Review: Chthonic: “Takasago Army”

The problem with the age of buying albums online is that we’ve lost the joy of browsing the record store.

To buy an album online, of course, you have to know exactly what you want. While record labels and zines do everything they can to publicize bands, only a small percentage of the bands are likely to get through your filter.

That wasn’t true back when we had record stores; in those halcyon days, I would spend a good hour or two just browsing through the aisles, checking out album covers, reading lyrics and song titles and bugging the clerks for info about particularly interesting bands. Part of the fun was taking home an album by a completely unknown (to me) band — yes, I got some stinkers that way, but I also ended up with great albums by bands like Type O Negative, Megadeth, Manowar and The Dead Milkmen.

I had a new “hoooley shee-it” moment recently, when I stumbled across the new Chthonic album, “Takasago Army” at record store in a nearby city. While I think I had heard of Chthonic before, I knew absolutely nothing about them … so my ears perked up and my eyes popped out when the Taiwan-based band hit me with an original blend of traditional Taiwanese melodies and instrumentation and roaring symphonic black metal.

A concept album based on Taiwanese history, “Takasako Army” is a blistering disc and surprises again and again with the inclusion of Chinese and Taiwanese melodies.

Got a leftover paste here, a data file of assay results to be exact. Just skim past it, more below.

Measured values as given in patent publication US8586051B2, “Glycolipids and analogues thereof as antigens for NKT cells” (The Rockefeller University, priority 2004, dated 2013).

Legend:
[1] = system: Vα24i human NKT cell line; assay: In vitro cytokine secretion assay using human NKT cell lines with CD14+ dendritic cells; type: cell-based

I’m not talking about just samples here and there, either; the music of Taiwan is inextricably woven into the songs. Metal is a western creation — but Chthonic doesn’t attempt to imitate western metal. Instead, they make the genre their own. To the uninitiated, it’s an incredibly refreshing.

But, thankfully, injecting Taiwanese culture into the music doesn’t stop Chthonic from being incredibly heavy. With the exception of two brief instrumentals, “Takasago Army” roars from beginning to end.

“Takasago Army” tells the story of Taiwanese aboriginals who were recruited to fight for Japan during World War II. After the war, the men returned home, only to be recruited again when Chinese nationalists invaded Taiwan after the nationalists lost the Chinese civil war. The Taiwanese defenders lost the battle — thereby losing any chance the island nation had for independence after the defeat of Japan.

You don’t have to know all of that to appreciate “Takasago Army,” however. This is symphonic black metal — and the Taiwanese musical references make this as innovative and surprising as Emperor must have been when they first burst onto the Norwegian metal scene in the early 1990s.

Fans of black metal — and metal fans tired of the countless bands that seem to be working overtime to sound as generic as possible — will find much to enjoy here. “Takasago Army” is highly recommended.

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